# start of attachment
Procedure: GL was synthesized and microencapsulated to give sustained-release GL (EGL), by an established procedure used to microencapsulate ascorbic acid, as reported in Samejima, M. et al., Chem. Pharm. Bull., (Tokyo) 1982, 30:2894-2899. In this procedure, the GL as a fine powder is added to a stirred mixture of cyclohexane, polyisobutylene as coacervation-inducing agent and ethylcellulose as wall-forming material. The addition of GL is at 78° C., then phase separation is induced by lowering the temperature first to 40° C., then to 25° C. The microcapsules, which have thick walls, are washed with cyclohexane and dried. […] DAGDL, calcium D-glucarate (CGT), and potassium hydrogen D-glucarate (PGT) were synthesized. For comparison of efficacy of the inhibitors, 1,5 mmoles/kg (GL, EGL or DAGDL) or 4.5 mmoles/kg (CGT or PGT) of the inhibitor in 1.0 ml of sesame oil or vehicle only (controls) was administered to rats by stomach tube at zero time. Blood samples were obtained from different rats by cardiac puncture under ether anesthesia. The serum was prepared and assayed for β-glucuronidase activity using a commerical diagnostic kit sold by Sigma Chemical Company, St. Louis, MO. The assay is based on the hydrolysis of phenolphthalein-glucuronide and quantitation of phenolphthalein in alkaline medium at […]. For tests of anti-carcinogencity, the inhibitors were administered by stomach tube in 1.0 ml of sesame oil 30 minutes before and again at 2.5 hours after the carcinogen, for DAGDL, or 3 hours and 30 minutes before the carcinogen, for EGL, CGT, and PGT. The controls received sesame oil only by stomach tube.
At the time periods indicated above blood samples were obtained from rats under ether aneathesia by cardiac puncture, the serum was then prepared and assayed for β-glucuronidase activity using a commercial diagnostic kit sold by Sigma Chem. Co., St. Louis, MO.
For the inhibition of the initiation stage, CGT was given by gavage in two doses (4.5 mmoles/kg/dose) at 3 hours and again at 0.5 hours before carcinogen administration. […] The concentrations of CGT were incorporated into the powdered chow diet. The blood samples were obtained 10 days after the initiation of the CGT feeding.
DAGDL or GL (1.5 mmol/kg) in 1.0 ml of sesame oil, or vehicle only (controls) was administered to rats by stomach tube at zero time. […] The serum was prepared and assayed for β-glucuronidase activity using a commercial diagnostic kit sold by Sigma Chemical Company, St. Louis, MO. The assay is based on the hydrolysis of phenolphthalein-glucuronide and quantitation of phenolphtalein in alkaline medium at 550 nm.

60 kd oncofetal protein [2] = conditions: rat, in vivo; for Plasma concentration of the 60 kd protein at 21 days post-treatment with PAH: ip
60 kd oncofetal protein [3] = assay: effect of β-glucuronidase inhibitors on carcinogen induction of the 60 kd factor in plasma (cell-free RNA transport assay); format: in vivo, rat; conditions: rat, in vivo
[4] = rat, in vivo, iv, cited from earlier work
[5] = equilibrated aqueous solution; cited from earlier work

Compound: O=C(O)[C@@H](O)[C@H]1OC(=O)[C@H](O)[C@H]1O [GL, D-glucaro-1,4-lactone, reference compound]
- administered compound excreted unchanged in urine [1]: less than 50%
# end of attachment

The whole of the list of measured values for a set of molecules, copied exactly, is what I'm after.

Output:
Procedure: GL was synthesized and microencapsulated to give sustained-release GL (EGL), by an established procedure used to microencapsulate ascorbic acid, as reported in Samejima, M. et al., Chem. Pharm. Bull., (Tokyo) 1982, 30:2894-2899. In this procedure, the GL as a fine powder is added to a stirred mixture of cyclohexane, polyisobutylene as coacervation-inducing agent and ethylcellulose as wall-forming material. The addition of GL is at 78° C., then phase separation is induced by lowering the temperature first to 40° C., then to 25° C. The microcapsules, which have thick walls, are washed with cyclohexane and dried. […] DAGDL, calcium D-glucarate (CGT), and potassium hydrogen D-glucarate (PGT) were synthesized. For comparison of efficacy of the inhibitors, 1,5 mmoles/kg (GL, EGL or DAGDL) or 4.5 mmoles/kg (CGT or PGT) of the inhibitor in 1.0 ml of sesame oil or vehicle only (controls) was administered to rats by stomach tube at zero time. Blood samples were obtained from different rats by cardiac puncture under ether anesthesia. The serum was prepared and assayed for β-glucuronidase activity using a commerical diagnostic kit sold by Sigma Chemical Company, St. Louis, MO. The assay is based on the hydrolysis of phenolphthalein-glucuronide and quantitation of phenolphthalein in alkaline medium at […]. For tests of anti-carcinogencity, the inhibitors were administered by stomach tube in 1.0 ml of sesame oil 30 minutes before and again at 2.5 hours after the carcinogen, for DAGDL, or 3 hours and 30 minutes before the carcinogen, for EGL, CGT, and PGT. The controls received sesame oil only by stomach tube.
At the time periods indicated above blood samples were obtained from rats under ether aneathesia by cardiac puncture, the serum was then prepared and assayed for β-glucuronidase activity using a commercial diagnostic kit sold by Sigma Chem. Co., St. Louis, MO.
For the inhibition of the initiation stage, CGT was given by gavage in two doses (4.5 mmoles/kg/dose) at 3 hours and again at 0.5 hours before carcinogen administration. […] The concentrations of CGT were incorporated into the powdered chow diet. The blood samples were obtained 10 days after the initiation of the CGT feeding.
DAGDL or GL (1.5 mmol/kg) in 1.0 ml of sesame oil, or vehicle only (controls) was administered to rats by stomach tube at zero time. […] The serum was prepared and assayed for β-glucuronidase activity using a commercial diagnostic kit sold by Sigma Chemical Company, St. Louis, MO. The assay is based on the hydrolysis of phenolphthalein-glucuronide and quantitation of phenolphtalein in alkaline medium at 550 nm.

60 kd oncofetal protein [2] = conditions: rat, in vivo; for Plasma concentration of the 60 kd protein at 21 days post-treatment with PAH: ip
60 kd oncofetal protein [3] = assay: effect of β-glucuronidase inhibitors on carcinogen induction of the 60 kd factor in plasma (cell-free RNA transport assay); format: in vivo, rat; conditions: rat, in vivo
[4] = rat, in vivo, iv, cited from earlier work
[5] = equilibrated aqueous solution; cited from earlier work

Compound: O=C(O)[C@@H](O)[C@H]1OC(=O)[C@H](O)[C@H]1O [GL, D-glucaro-1,4-lactone, reference compound]
- administered compound excreted unchanged in urine [1]: less than 50%